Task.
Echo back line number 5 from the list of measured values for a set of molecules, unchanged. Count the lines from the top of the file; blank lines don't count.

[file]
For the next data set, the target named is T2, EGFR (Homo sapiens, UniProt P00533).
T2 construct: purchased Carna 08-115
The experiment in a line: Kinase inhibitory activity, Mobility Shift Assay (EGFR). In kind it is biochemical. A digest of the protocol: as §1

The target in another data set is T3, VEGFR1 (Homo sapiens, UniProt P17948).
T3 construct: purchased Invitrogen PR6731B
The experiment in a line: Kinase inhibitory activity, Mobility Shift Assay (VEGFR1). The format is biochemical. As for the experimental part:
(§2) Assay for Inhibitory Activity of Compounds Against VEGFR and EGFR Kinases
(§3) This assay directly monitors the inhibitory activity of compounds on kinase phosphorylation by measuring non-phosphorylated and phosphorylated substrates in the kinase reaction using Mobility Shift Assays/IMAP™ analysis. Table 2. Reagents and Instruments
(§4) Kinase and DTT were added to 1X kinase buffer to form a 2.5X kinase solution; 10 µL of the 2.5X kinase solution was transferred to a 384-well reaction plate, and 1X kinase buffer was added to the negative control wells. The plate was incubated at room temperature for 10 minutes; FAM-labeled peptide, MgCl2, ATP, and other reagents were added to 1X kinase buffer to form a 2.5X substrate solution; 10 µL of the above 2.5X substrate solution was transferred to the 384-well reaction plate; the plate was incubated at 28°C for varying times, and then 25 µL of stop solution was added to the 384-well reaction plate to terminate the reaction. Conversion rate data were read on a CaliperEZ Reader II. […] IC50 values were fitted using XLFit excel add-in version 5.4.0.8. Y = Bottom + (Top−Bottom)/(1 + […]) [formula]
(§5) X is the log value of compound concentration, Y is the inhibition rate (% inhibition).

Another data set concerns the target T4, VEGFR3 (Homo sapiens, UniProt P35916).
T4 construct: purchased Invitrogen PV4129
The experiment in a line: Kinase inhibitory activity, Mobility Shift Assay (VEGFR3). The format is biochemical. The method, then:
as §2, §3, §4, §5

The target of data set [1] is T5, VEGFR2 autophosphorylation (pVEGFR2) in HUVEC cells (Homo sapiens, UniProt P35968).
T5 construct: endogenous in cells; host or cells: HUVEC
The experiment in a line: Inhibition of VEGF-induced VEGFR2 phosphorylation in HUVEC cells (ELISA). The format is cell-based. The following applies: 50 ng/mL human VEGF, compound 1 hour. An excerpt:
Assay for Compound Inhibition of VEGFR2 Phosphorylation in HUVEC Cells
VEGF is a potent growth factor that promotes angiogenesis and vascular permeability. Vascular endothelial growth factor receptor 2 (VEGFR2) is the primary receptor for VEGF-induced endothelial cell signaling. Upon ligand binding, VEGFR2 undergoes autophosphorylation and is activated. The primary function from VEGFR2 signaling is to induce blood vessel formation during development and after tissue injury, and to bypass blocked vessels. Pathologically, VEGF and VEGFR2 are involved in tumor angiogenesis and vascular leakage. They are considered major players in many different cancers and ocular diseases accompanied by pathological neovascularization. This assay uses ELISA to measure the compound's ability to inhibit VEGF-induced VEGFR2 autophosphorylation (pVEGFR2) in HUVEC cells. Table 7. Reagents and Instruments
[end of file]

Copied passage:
T3 construct: purchased Invitrogen PR6731B